By Dathan Ritzenhein
Dathan Ritzenhein has competed in the 2008 Beijing Olympics in the marathon race, and in the 2012 London Olympics in the 10,000m. This year, he will be taking the block at the 2016 NYC Marathon along with other Olympic runners, and is hoping for the top honors at the Central Park podium. We asked Dathan about his Olympic experience, and what it means to Go for Gold.
You have been to the Olympics multiple times and also run marathons and races all over the world. Does it feel different somehow to compete at the Olympics, since it is such a historic global event?
The Olympics is definitely a different experience than other races. There is so much pride on the line, and wearing the USA on your jersey is special. It is a truly global event that can define a career for many athletes. I always loved seeing all the athletes in the Olympic Village from other sports, and trying to figure out what sport they did. I loved that athletes came in all shapes and sizes, the commonality was the love of competition and getting the most out of yourself.
What is a little known, behind-the-scenes fact about being at the Olympics?
Little known to most people is that the Opening Ceremonies is amazing for about an hour, but the other four hours aren’t! I did the ceremonies twice, but the last time I didn’t because it was exhausting just before competition. You stand on your feet in a line for so long, and then once again in the stadium. So much goes into the spectacle, and I would recommend any first time Olympian do it, but it isn’t all fun and games.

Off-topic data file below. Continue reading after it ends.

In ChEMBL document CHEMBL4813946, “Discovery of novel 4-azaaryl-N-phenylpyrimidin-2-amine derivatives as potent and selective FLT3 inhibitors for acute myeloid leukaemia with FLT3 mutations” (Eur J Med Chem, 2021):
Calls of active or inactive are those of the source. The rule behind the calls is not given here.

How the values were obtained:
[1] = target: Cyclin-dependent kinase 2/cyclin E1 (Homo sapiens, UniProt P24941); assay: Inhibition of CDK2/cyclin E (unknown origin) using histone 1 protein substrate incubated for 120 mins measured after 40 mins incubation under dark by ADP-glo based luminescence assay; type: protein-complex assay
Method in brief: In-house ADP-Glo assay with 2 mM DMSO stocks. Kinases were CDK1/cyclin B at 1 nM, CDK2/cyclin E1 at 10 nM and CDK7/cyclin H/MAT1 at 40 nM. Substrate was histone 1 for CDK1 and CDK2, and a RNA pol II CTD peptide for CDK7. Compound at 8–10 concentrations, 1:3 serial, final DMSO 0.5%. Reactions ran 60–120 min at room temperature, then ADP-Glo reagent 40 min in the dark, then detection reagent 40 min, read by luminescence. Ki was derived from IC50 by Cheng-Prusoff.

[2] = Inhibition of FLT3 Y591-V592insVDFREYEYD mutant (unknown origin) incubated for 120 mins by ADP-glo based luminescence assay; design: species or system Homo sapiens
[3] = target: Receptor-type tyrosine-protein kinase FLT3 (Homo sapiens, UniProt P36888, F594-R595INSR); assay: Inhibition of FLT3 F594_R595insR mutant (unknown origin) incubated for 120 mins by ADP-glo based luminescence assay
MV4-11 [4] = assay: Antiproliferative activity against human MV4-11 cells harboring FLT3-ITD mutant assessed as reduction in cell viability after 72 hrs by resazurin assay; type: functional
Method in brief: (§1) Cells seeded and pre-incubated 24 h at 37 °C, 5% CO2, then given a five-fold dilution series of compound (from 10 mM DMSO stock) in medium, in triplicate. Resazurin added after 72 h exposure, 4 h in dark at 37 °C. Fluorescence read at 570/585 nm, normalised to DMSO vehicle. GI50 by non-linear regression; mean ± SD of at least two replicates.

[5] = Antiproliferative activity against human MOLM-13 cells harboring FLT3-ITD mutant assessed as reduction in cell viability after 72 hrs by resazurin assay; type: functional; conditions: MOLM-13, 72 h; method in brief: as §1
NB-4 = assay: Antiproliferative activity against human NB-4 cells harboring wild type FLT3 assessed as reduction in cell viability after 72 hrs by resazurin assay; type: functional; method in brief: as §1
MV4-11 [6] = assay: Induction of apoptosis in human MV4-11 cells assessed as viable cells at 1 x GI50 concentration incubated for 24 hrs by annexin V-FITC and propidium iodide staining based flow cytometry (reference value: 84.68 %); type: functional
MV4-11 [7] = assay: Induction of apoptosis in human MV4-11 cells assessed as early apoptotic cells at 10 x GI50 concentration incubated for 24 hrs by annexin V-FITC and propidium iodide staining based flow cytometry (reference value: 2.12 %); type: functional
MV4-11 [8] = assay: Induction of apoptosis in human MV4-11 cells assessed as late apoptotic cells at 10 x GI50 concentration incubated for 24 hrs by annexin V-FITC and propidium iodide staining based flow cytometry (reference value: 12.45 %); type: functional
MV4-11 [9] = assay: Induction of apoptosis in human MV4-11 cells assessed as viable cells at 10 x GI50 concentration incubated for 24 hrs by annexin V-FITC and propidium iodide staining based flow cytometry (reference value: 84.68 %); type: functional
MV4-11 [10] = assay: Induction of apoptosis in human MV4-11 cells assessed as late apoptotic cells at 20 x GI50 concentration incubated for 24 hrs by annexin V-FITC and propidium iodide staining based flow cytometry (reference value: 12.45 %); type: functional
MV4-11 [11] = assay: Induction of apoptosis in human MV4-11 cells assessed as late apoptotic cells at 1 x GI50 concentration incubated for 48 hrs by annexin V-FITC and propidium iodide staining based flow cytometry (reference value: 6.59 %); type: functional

What does a typical day of training look like for you?
Training is a full-time job, and many people don’t realize that. I usually get up around 7:00 am, and get breakfast and coffee before my first training session. On fast workout days, I usually spend 3+ hours at the track or course. I get in 15-20 miles in that morning session with drills and strides. Easy days are usually 10-12 miles with drills and strides. Then I spend another 30 minutes doing mobility and stretching after my morning session. I usually go home and get something to eat. I then have massage, PT, or chiropractic five days a week for 60-90 mins in the middle of the day. I try to come home then and lay down for an hour. I get up and go for my second training session, usually 30-60 mins on my alterG treadmill, or cross training on the stationary bike or Bionic Runner. I am in the gym four days a week doing strength work. We eat dinner and try to be in bed by around 9:30-10:00. Most days are the same, except long run days and one other day a week that I don’t train in the afternoon.
How do you make sure that you stay focused and in the right headspace?
Setting goals is what makes the difference mentally. I try to focus on that one goal, and when I don’t feel like working out, I just remember that it is a pretty awesome job! I do try to take regular rest days scheduled in the training, not only to stay healthy physically, but mentally. Sometimes one day off every couple weeks can recharge the brain and keep you motivated.
What do you eat throughout the day? Before & after your workout?